Page Editor: Emily Lawson, 754-0424 LAKE CITY REPORTER LOCAL TUESDAY, OCTOBER 15, 2013 3A3Awould see during the weekend, except there will be no re-enactment and limited dancers. Last year, the dances attracted 13 different Native American nations. Each nation’s representa-tive dressed in traditional garb to perform for the audiences. Surrounding the circle, period vendors display their wares, which include bead work, leather work, herbs and more. The festival features modern-day information booths as well. Here, guests can pick up infor-mation on a variety of topics, such as women’s health and diabetes. Vasco estimated the festival has between 200 to 300 partic-ipants helping to organize the weekend-long event. Last year, the event drew between 2,500 and 3,000 visitors to O’Leno State Park. Admission to the festival is free, but guests have to pay to enter the park. Admission to the park is $5 per vehicle with a limit of 2 to 8 guests. For a single occupant, admis-sion is $4. Pedestrians and bicyclists pay $2. The festival ties in with Viva Florida 500, a state-wide initiative by the Florida Department of State to highlight the 500 years of historic people, places and events in Florida. To fit with Viva 500 theme, the Alligator Warrior Festival will also include a Spanish conquistador and an English nightwatchman. Both will be dressed up in accurate uniforms of their time and culture. The family-friendly event offers children opportunities to learn about daily tasks before the 1850s, such as start-ing a fire using flint. A scavenger hunt will keep the younger guests busy while they search for a variety of clues scattered throughout the festival. “O’Leno itself has a deep history,” Vasco said. “We are actually living history. Everything we have we either created ourselves, traded for it or dug up.” Lake City got its name after white settlers moved into the area, and were unhappy with its name at the time: Alligator. At that time, all the lands were cultivated by the Creek Indians and the Seminole Indians, Vasco said. In 1830, the govern-ment passed the Removal Act, which eventually led to the Battle of San Felasco. The small skirmish kept the military in the North Central Florida area instead of allowing them to chase the Seminole tribe down south. “Come out, have a good time and enjoy yourself,” Vasco said. “And enjoy the O’Leno State Park for what it is. To me, it is the real Florida. ... We try to keep it as straight to historical fact as we can, and my regalia is historically accurate. So you won’t see any polyester or nylon. It’s all made from materials that would have been available at that time.” ALLIGATOR: Festival to offer activities for all ages Continued From 1A commission meeting to draft a letter to IWMS, telling the company Suwannee County no lon-ger wanted them at the catalyst site. “I’m pretty sure because they are county commis-sioners that they won’t back out on their word,” said Live Oak resident Janet Messcher. “But I will be 100 percent assured that the company will not pur-sue building the incinerator as soon as I see the letter.” The town hall meeting worked as a way to pro-test the incinerator on the public’s terms. The group set up a series of informed speakers to discuss IWMS’s impact if it had been allowed to come into the area. Suwannee County residents Lori McCraney, Jennifer Brown and Jesse Carruthers spoke against the company. “Suwannee County is a pastoral place that has been overlooked for years, even as other areas of our state and nation have experi-enced uncontrolled growth and pollution,” McCraney said. “Unfortunately, the catalyst project has been short-sighted with regard to controlling the types of industries that will be encouraged to locate here.” The county’s fairly clean environment is threatened by IWMS, McCraney said. With help from No Bio in Suwannee, she wants to promote clean and green companies in the area. The organization hopes to raise public aware-ness, generate conversa-tions in area communities and communicate to the local government that the county wants “companies that are compatible with our agricultural interests,” McCraney said. No Bio in Suwannee requested the commission immediately: • reverse of their recent action that rescinds the requirement for public hearings regarding land use changes. • take the catalyst site properties off the market until land-use regulations are changed to prevent undesirable industries and businesses from locating here. “Our county commissioners are trying to do a good job by bringing job-creating industry to the county, but they don’t have sufficient information to vet those business inter-ests,” McCraney said. “We really commend the four commissioners for taking that position because they are under a great deal of pressure to approve proj-ects like this. ... However, we will remain diligent. We will keep our commis-sioners’ feet to the fire.” Another member of No Bio in Suwannee, Patricia Tayman, said she believed the deal had already hap-pened behind closed doors, and there was noth-ing Live Oak residents could do about it. “[The commissioners] really redeemed them-selves in my eyes because I was to the point that I thought money was going to win,” Tayman said. “We want companies to come here that can afford jobs, but not hurt the environ-ment or be so money-moti-vated that they can’t fit in with the community.” According to Jennifer Brown, Suwannee County resident and speaker at the Sunday meeting, the waste created by the incin-erator could be 100 times more concentrated and more toxic than the mate-rials that originally went in. As the ash is loaded into the transportation containers, it enters the atmosphere and creates floating ash particles, she said. Those particles, along with the pollutants from the smokestacks, will enter into the homes of Suwannee County resi-dents, Brown continued. “This will be in your home, probably invisibly, and the sad part is you won’t be able to get rid of all the dioxins, carcinogens and heavy metal particles out of your carpets, fur-niture, beds, kitchen and dining area,” she said. Even though four county commissioners announced they were against the incinerator in Suwannee County, resident Debra Johnson doesn’t believe the community is out of the woods yet. “It’s still shaky,” she said. “[The commission-ers] said they were not backing down.” maintain private retention ponds. “The county is expressly forbidden by law to main-tain a private retention pond,” Williams said. “The question is, what does the law permit us to do? We intend to have a discus-sion and hope they’ll give some direction based on that instruction.” He says the situation began back in 2004 after hurricanes Frances and Jeanne struck the area. “Every event since the tends to magnify it a little bit,” Williams said. “It’s esca-lated to the point we need to address it in some way.” Commissioners will also formally vote to adopt a reso-lution that’ll raise a handful of solid waste tippage fees for the Columbia County Winfield Solid Waste Facility as outlined by revised solid waste assessments passed Sept. 5. While citizens’ yearly assessments were lowered due to the elimination of capital debt, tippage fees for class I and class III, as well as single passenger vehicle tires, will be increased effec-tive Nov. 1 due to state. Williams likened the decrease in assessments and increase in tippage to an individual paying off a car outright while the price of gasoline increased. Commissioners will meet in the Columbia County School Board Administrative Complex Thursday, Oct. 17 at 5:30 p.m. Auburn at Texas A&M “A Different Kind of Nursing”Rate Per Hour Up ToRN $40.00 LPN $25.50 CNA $13.00 RT $26.00 EMT $13.75APPLY ONLINE 1-866-DIAL-CMS • 386-752-9440Washington St. at Oregon J8A6ViHiVc[dgY 1J?=C;F OSM CERAMIC TILEMohawk Terra 18x18$2.99$129American Olean 18x18$2.99$119DAL Tile Napa Gold 18x18$5.19$199Wood Look Tile 6x24$3.99$249Multi Classic Slate 12x12$3.49$199DAL Tile 12x12$1.4969¢DAL Tile 18x18$1.9979¢Safari 16x16$3.9999¢REG. NOW Let us help your business SHINE! COMMERCIAL & RESIDENTIAL Janitorial Services Tile, Grout and General Floor Maintenance Fire, Water and Storm Restoration Upholstery Cleaning Emergency Water Extraction & Dry Down Carpet & Rug Cleaning Odor Control24 hours a day 7 days a week emergency call out(386) 362-2244 • (386) 755-6142 • 1-888-849-8234 email: Fax: (386) 362-682 2 10132 90th Trail, Live Oak, • The Bayway Group, LLC dba Bayway Services EXTENSION: FDOT could foot most of project cost Continued From 1A BURNERContinued From 1A Police: Man robs,strangles womanBy STEVEN RICHMONDsrichmond@lakecityreporter.comA Lake City man suspected of attacking, strangling and robbing a woman in her home Saturday evening was taken into police custody, LCPD reports. Keiron Thomas Felty, of 22810 45th Drive, was caught attempting to leave the home of a 27-year-old woman in a silver Chevrolet Impala when officers arrived on scene, according to the arrest report. According to the victim, Felty arrived at her home, saw her on the front porch smoking and began fighting with her before pushing her into the house, the report said.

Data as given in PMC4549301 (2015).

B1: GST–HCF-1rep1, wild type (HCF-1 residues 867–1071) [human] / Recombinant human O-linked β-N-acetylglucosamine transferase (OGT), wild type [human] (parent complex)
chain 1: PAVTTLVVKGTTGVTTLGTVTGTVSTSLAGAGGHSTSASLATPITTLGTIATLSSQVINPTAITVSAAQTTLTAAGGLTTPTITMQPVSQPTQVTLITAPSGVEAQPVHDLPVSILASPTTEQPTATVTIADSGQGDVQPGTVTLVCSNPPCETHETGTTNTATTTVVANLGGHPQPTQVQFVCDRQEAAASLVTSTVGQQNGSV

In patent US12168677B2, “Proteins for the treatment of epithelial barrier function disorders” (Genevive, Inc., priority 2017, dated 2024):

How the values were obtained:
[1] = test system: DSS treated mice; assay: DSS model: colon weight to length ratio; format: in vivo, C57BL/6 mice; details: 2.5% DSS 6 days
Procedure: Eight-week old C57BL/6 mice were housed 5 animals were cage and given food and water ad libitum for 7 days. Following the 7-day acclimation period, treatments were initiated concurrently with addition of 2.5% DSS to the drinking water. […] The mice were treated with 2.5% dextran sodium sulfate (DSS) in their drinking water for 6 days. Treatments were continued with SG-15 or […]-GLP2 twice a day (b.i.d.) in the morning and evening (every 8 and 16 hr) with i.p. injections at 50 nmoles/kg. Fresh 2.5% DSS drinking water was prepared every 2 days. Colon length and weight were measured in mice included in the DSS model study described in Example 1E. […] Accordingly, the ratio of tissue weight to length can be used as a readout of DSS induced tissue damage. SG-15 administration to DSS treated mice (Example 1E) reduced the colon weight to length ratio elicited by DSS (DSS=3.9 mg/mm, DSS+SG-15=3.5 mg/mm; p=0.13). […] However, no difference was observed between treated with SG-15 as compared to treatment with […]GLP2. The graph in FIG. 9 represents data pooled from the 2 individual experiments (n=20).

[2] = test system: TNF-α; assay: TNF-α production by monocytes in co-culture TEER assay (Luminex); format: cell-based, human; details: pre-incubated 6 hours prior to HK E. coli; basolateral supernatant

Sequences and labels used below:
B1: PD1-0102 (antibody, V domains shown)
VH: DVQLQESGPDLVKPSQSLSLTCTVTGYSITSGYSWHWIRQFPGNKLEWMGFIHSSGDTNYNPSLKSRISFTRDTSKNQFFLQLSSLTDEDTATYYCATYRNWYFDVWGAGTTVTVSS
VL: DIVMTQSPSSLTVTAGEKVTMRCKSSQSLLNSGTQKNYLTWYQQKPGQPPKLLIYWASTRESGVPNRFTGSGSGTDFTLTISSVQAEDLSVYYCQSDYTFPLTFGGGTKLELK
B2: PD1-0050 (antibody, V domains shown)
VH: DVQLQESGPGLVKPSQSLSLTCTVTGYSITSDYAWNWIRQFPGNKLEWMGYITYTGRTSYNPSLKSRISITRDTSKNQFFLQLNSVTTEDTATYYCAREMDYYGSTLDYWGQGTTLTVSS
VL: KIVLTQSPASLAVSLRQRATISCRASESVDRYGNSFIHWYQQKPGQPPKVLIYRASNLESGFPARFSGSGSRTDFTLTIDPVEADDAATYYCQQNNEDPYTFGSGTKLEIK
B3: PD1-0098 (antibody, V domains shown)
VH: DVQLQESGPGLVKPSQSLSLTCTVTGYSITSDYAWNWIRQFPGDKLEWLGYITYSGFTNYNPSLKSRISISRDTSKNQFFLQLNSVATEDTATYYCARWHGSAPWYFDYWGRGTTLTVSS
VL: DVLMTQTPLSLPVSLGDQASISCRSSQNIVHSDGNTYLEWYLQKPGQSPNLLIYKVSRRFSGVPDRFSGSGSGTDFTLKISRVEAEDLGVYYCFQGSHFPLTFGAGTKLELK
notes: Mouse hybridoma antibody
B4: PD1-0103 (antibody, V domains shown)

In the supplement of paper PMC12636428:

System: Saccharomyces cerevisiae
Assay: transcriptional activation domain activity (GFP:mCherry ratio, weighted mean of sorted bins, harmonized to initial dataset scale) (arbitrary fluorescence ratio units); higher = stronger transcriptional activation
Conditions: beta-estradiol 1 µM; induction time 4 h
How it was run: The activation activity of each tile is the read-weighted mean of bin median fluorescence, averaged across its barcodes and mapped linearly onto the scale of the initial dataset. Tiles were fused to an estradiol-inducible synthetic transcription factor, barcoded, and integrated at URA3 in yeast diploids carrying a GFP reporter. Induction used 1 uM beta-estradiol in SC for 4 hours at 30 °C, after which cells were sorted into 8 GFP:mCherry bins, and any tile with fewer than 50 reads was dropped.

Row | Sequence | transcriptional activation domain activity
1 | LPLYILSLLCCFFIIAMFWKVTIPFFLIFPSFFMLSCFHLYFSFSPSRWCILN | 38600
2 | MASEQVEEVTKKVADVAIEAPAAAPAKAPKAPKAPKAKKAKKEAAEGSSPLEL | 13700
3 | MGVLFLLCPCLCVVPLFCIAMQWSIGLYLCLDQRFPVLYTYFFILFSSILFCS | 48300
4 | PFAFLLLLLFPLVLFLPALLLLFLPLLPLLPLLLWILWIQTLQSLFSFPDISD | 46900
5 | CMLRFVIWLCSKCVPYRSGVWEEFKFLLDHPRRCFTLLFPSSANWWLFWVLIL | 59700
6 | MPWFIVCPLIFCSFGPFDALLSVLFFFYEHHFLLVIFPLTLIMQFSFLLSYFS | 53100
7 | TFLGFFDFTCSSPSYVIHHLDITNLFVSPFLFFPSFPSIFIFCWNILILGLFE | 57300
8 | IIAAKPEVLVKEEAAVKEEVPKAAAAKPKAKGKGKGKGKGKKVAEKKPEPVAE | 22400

T here’s a lot of grand-standing going on dur-ing the government shutdown, but perhaps none worse than the hypocritical display by members of Congress offering to forgo their paychecks. Most members make $174,000 a year, so a loss of one two-week pay period, assuming it lasts that long, and not counting various deduc-tions, amounts to $6,692. While losing that would get most people’s attention -and that size loss in a year, let alone a few weeks, might hurt -consider two things: First, the average net worth of a U.S. sen-ator is $11.9 million and of a House member is $6.5 million. Their sala-ries are a pittance to them. Second, members of Congress are paid on the last day of each month, meaning not until Oct. 31. It’s almost certain the shutdown will be over by then. So the gesture makes headlines, but it is essentially meaningless. Some of the same members who have shut down the federal govern-ment, initially to make a rhetori-cal point about preventing access to health insurance for the lower and middle class, were willing to throw 800,000 hardworking people out of work, including people who deal with infectious disease control (before a salmonella outbreak) and emergency management personnel (ahead of Tropical Storm Karen). Some of these same millionaires have voted recently to cut billions from the Supplemental Nutrition Assistance Program -food stamps -while long-term unemployment persists. But the exclusive congres-sional gyms remain open. What does it say about Congress’ concern for the little guy that members are orders of magnitude better off than even their well-off constituents, living like potentates? Is it any wonder polls show levels of confidence for Congress bordering on contempt when it comes to its ability to look out for the interests of the common man and woman? What does it say about voters that this wealth gap might not be an issue come Election Day after such demonstrations of insensitivity. This Congress answers to the wealthy and the corporate elite. Who doesn’t get that? “Americans know the system is rigged against them,” recently-elected Massachusetts Sen. Elizabeth Warren, a former pro-fessor specializing in bankruptcy, acknowledged. There has been a lot of finger pointing about who is responsible for the shutdown, with some seri-ous political scientists blaming insular voters for banding together more tightly than ever in gerry-mandered blue and red districts. There’s something to that. But one thing almost all of our elected rep-resentatives have in common is that they seldom live as commoners. They’re immune to the harms they inflict. Meanwhile, their investment portfolios can make up their for-saken salaries in no time. As of Friday, roughly 250 of the 535 Representatives and Senators have said they’d forgo their sala-ries, including one waiting until Day 10 of the shutdown. We’ve seen through their phony offer of sacrifice. So let them keep their pay-checks. Empty gestures don’t buy respect. Four members of the Suwannee County Commission indepen-dently withdrew their support in recent days for a proposed medical waste incinerator at the Suwannee County catalyst site. It wasn’t all that surprising a development. Suwannee County residents in recent weeks erupted in outrage over the pro-posed incinerator, which would have burned 30 tons of medical waste a day, pumping ash and other contaminants into Suwannee County skies and beyond. The four commissioners either saw the risk such a project would pose to the local environment, or just decided they’d better listen to some very angry voters, more than a few of whom argued the contamina-tion would spread far beyond Suwannee’s borders, into Columbia and neighboring counties as well. What damage the incinerator might have done here, we do not know. The Lake City Reporter was shown data by incinerator opponents that indicates the greatest fallout from such an installation could actually occur here in Columbia County. We were researching the accuracy of that claim when word came that 80 per-cent of Suwannee’s board of commission-ers had publicly disavowed the project, making it an apparent non-starter. Regardless – and whatever the commissioners’ reasons for so abruptly backing away – we are perfectly willing to defer to their judgment about this being a bad thing. For all of us.The Suwannee River Valley is a special place, and while we share in its natural riches across county lines, we also share the responsibility for keeping its wonders intact. That means we must all work together to attract industry that will generate com-merce and much-needed jobs, but not ruin what we came here for in the first place. Thanks to our next-door neighbors for doing the right thing by us. OPINION Tuesday, October 15, 2013 4A Lake City Reporter Serving Columbia County Since 1874 The Lake City Reporter is published with pride for residents of Columbia and surrounding coun-ties by Community Newspapers Inc. We believe strong newspapers build strong communities —“Newspapers get things done!” Our primary goal is to publish distinguished and profitable community-oriented newspapers. This mission will be accomplished through the teamwork of professionals dedicated to truth, integrity and hard work. Todd Wilson, Publisher Robert Bridges, Editor Sue Brannon, Controller Dink NeSmith, President Tom Wood, Chairman OUR OPINION LETTERS POLICY Letters to the Editor should be typed or neatly written and double spaced. Letters should not exceed 400 words and will be edited for length and libel. Letters must be signed and include the writer’s name, address and telephone number for verification. Writers can have two letters per month published. Letters and guest columns are the opinion of the writers and not necessarily that of the Lake City Reporter BY MAIL: Letters, P.O. Box 1709, Lake City, FL 32056; or drop off at 180 E. Duval St. downtown. BY FAX: (386) 752-9400. BY EMAIL: What’s bad for them is bad for usA hollow gesture from CongressI ’ve recently had several con-versations with young friends with very young children, or children on the way. Most have the same fear: that they somehow aren’t getting it “right” or won’t get it “right” when it comes to parenting. The little-kept secret is that all parents blow it. We lose our patience, yell, get angry or even wonder, “I had these kids because WHY?” And then we turn around and say, “Oh, good grief, I really am my parents!” Well, I think I’ve learned a lot in my time as a mom to four kids, the oldest one now starting college. Good grief, I even had the temerity to write a book on the subject. Looking back, I can share a list of things my own parents did “wrong.” My parents did not, for instance, tolerate the sharing of negative feel-ings about anything, or apologize when they blew it in small or big ways (a common experience for kids who grew up in my era). Meanwhile, my dad and I were not close at all when I was young. And my mom? I knew from my youngest days, thanks to my four very typical older siblings who natu-rally enjoyed teasing me, that I was an “unwanted” pregnancy. Truly, it was common knowledge in our home that when my mother found out she was expecting me, she cried for days she was so unhappy about it. But here’s the amazing thing: My knowing that was completely over-whelmed by the fact of my mother’s love for me once I actually arrived. You see, my mother loved my sib-lings and me so fiercely, so uncondi-tionally, so totally that I simply grew up convinced of her rock-solid devo-tion, no matter her initial response to the news of my arrival. More than that, I also I believed that I was loveable. That is so critically important to a healthy self-image, successful relationships and simple happiness. The totality of my mother’s love dwarfed for me whatever negatives there were in our family’s life. It wasn’t just in what she said or did, though those things were impor-tant. It was part of who she was, it was clear loving us made her happy. It was palpable. Her love even overwhelmed anything I didn’t get from my dad at the time, so that when I became an adult my father and I could grow closer and come to enjoy each other. I know that my mother’s fierce love for me has shaped how I love my children. And they will tell you, as they have told me, that they feel my overwhelming love for them has sustained us all through some really rocky times in our lives, including our single-mom years. Of course, I don’t think my mother loved me more than other moms have loved their kids through the ages, and maybe I don’t love my kids more than other parents love theirs (though I think it’s a healthy tendency for a parent to suspect she does!). But, I increasingly recognize the value of parental love. Both in what it did for me and in how it is shaping my children for the good -in spite of my many parenting mistakes. So that’s what I want to impart to my young friends just starting out on this journey. You may ago-nize over getting things “right,” whatever that is to you: connect-ing emotionally with your kids, or training them well when it comes to manners, or instilling good moral lessons, or spending enough time with them, and our endless lists go on. All those desires are important. But letting your kids know, and taste, and feel and rest in your incredible, crazy, sacrificial love for them is going to be the thing that shapes them more than anything else, and often in spite of everything else, that you do. In other words, I want my young friends to find rest in the gracious truth that real love from a mom or dad (and preferably both!) covers a host of parenting sins. Q Dale McFeatters is editorial writer for Scripps Howard News Service.Parental love trumps parental sins Q Betsy Hart hosts the “It Takes a Parent” radio show on WYLL-AM 1160 in Chicago. Betsy Dale McFeattersmcfeattersd@shns.com4AOPINION